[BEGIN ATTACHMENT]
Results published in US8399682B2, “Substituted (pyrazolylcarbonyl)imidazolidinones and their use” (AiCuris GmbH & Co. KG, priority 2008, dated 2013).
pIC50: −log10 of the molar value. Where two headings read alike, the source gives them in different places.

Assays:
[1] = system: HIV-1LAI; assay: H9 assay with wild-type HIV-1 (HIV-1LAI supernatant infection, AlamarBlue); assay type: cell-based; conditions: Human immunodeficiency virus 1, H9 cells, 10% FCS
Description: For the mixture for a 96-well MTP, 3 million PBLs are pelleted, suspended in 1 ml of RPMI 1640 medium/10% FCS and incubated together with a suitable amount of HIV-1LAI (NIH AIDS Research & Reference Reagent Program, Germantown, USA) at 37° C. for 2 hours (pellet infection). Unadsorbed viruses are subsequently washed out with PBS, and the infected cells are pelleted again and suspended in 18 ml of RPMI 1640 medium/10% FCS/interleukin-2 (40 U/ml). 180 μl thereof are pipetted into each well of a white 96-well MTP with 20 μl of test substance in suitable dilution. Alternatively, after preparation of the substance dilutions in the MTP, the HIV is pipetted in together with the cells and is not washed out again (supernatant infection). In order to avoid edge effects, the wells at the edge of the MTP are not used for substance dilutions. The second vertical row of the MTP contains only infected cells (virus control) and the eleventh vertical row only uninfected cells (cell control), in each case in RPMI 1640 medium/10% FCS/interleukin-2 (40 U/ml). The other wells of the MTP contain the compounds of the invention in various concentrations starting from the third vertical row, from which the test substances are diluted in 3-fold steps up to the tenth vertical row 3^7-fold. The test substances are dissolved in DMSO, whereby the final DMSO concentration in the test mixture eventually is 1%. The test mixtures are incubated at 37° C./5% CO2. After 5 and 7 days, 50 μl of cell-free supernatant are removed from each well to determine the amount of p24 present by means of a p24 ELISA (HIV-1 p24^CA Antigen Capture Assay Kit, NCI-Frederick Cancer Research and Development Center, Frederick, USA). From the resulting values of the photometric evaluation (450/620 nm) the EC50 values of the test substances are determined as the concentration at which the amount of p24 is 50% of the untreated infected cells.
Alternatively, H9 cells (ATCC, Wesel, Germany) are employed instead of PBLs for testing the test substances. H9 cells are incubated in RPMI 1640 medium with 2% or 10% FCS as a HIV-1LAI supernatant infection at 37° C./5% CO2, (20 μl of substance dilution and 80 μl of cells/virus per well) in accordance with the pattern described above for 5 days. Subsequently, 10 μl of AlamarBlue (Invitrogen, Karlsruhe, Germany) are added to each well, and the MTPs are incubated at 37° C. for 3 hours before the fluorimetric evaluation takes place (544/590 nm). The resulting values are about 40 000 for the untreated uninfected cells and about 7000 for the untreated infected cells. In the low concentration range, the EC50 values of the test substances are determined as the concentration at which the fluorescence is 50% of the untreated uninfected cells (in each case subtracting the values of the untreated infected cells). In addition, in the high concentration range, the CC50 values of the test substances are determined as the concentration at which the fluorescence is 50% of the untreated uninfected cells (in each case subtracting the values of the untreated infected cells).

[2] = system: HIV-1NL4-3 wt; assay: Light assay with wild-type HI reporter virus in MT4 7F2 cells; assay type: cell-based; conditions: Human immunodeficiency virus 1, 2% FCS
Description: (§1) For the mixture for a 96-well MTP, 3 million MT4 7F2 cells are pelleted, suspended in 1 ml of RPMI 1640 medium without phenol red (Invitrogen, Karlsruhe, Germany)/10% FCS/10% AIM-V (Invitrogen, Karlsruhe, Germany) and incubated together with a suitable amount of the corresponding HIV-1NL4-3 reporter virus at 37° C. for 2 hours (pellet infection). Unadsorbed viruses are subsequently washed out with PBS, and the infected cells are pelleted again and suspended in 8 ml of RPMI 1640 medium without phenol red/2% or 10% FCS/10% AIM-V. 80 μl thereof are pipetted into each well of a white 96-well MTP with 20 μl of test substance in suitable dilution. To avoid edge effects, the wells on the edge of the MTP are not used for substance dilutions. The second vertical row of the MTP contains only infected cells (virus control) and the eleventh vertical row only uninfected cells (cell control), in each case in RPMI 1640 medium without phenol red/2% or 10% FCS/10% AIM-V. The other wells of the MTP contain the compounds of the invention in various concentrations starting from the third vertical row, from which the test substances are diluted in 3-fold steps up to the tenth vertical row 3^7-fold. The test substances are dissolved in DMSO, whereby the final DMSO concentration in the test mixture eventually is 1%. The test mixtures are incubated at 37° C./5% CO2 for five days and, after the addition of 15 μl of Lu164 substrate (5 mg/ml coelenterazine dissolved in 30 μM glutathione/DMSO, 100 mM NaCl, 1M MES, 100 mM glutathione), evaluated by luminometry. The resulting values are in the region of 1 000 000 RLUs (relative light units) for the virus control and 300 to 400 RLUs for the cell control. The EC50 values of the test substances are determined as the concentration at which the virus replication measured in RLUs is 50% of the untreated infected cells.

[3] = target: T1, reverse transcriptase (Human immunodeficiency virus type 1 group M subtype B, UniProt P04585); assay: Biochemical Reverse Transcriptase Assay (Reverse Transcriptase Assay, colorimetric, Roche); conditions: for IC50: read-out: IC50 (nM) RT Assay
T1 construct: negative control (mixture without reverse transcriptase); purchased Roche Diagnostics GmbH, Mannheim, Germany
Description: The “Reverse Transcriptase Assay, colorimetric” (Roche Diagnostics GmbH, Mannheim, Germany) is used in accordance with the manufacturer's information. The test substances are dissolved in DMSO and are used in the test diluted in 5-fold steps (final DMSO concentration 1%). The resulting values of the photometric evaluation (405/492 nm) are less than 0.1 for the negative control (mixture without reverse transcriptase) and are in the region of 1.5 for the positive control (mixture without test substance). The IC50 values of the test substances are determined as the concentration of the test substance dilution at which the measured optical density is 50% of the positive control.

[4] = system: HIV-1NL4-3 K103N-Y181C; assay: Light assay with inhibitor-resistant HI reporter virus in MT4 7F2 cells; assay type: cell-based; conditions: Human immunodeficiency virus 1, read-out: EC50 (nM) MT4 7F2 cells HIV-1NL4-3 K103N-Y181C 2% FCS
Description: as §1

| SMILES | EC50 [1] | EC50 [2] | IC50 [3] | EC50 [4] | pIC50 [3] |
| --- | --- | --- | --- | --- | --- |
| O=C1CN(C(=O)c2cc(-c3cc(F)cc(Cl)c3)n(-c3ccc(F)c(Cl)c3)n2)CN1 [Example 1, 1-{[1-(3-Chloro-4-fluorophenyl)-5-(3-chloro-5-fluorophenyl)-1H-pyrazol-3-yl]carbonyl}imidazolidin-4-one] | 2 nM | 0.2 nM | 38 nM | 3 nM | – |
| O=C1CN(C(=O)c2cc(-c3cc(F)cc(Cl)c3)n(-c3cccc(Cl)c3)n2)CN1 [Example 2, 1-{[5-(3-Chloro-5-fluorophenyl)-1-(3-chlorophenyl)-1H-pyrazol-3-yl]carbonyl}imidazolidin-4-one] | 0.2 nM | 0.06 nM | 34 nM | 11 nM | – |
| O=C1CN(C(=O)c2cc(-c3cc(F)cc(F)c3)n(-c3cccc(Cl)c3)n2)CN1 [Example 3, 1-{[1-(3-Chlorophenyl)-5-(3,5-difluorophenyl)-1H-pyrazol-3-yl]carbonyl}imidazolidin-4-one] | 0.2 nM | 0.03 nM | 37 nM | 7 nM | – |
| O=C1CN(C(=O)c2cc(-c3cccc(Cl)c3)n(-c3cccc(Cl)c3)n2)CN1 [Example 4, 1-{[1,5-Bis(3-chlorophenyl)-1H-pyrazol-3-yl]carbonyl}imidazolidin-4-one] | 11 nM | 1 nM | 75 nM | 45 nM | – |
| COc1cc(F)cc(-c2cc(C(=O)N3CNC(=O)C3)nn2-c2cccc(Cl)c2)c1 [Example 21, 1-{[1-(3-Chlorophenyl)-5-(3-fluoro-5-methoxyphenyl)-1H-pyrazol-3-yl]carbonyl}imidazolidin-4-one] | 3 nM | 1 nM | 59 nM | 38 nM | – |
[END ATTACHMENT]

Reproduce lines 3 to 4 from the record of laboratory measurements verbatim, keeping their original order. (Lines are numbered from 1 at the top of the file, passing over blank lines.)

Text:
Assays:
[1] = system: HIV-1LAI; assay: H9 assay with wild-type HIV-1 (HIV-1LAI supernatant infection, AlamarBlue); assay type: cell-based; conditions: Human immunodeficiency virus 1, H9 cells, 10% FCS